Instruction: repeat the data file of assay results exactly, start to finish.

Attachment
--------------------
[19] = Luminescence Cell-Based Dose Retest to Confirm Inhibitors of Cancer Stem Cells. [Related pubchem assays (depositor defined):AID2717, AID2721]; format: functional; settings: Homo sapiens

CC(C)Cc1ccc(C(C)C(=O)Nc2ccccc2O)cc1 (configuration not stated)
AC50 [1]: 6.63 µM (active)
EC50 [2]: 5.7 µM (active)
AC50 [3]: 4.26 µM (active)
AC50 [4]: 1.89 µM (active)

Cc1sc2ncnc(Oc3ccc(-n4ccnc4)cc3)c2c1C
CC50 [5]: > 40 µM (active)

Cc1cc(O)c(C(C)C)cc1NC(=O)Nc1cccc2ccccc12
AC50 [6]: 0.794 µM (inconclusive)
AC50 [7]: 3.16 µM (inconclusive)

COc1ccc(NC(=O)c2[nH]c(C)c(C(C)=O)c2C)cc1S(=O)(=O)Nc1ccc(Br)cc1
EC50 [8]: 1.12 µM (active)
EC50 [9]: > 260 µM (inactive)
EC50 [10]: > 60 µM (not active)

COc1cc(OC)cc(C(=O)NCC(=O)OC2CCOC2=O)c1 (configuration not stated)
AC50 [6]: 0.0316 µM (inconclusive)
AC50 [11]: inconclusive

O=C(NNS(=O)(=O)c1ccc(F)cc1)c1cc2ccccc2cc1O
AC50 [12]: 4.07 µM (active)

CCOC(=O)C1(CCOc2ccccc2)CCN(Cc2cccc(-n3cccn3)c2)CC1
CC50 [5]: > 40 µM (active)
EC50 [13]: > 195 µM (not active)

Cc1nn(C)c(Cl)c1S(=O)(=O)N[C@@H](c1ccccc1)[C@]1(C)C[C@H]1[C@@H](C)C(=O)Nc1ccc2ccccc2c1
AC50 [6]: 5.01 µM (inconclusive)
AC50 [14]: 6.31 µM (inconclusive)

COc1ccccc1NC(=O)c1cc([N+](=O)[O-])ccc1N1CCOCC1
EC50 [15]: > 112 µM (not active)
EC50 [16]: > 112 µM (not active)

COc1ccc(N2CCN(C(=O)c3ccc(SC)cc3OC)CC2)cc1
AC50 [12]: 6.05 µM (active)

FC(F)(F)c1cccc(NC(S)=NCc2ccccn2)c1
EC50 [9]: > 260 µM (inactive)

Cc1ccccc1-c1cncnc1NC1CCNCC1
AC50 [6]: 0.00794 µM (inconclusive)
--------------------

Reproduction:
[19] = Luminescence Cell-Based Dose Retest to Confirm Inhibitors of Cancer Stem Cells. [Related pubchem assays (depositor defined):AID2717, AID2721]; format: functional; settings: Homo sapiens

CC(C)Cc1ccc(C(C)C(=O)Nc2ccccc2O)cc1 (configuration not stated)
AC50 [1]: 6.63 µM (active)
EC50 [2]: 5.7 µM (active)
AC50 [3]: 4.26 µM (active)
AC50 [4]: 1.89 µM (active)

Cc1sc2ncnc(Oc3ccc(-n4ccnc4)cc3)c2c1C
CC50 [5]: > 40 µM (active)

Cc1cc(O)c(C(C)C)cc1NC(=O)Nc1cccc2ccccc12
AC50 [6]: 0.794 µM (inconclusive)
AC50 [7]: 3.16 µM (inconclusive)

COc1ccc(NC(=O)c2[nH]c(C)c(C(C)=O)c2C)cc1S(=O)(=O)Nc1ccc(Br)cc1
EC50 [8]: 1.12 µM (active)
EC50 [9]: > 260 µM (inactive)
EC50 [10]: > 60 µM (not active)

COc1cc(OC)cc(C(=O)NCC(=O)OC2CCOC2=O)c1 (configuration not stated)
AC50 [6]: 0.0316 µM (inconclusive)
AC50 [11]: inconclusive

O=C(NNS(=O)(=O)c1ccc(F)cc1)c1cc2ccccc2cc1O
AC50 [12]: 4.07 µM (active)

CCOC(=O)C1(CCOc2ccccc2)CCN(Cc2cccc(-n3cccn3)c2)CC1
CC50 [5]: > 40 µM (active)
EC50 [13]: > 195 µM (not active)

Cc1nn(C)c(Cl)c1S(=O)(=O)N[C@@H](c1ccccc1)[C@]1(C)C[C@H]1[C@@H](C)C(=O)Nc1ccc2ccccc2c1
AC50 [6]: 5.01 µM (inconclusive)
AC50 [14]: 6.31 µM (inconclusive)

COc1ccccc1NC(=O)c1cc([N+](=O)[O-])ccc1N1CCOCC1
EC50 [15]: > 112 µM (not active)
EC50 [16]: > 112 µM (not active)

COc1ccc(N2CCN(C(=O)c3ccc(SC)cc3OC)CC2)cc1
AC50 [12]: 6.05 µM (active)

FC(F)(F)c1cccc(NC(S)=NCc2ccccn2)c1
EC50 [9]: > 260 µM (inactive)

Cc1ccccc1-c1cncnc1NC1CCNCC1
AC50 [6]: 0.00794 µM (inconclusive)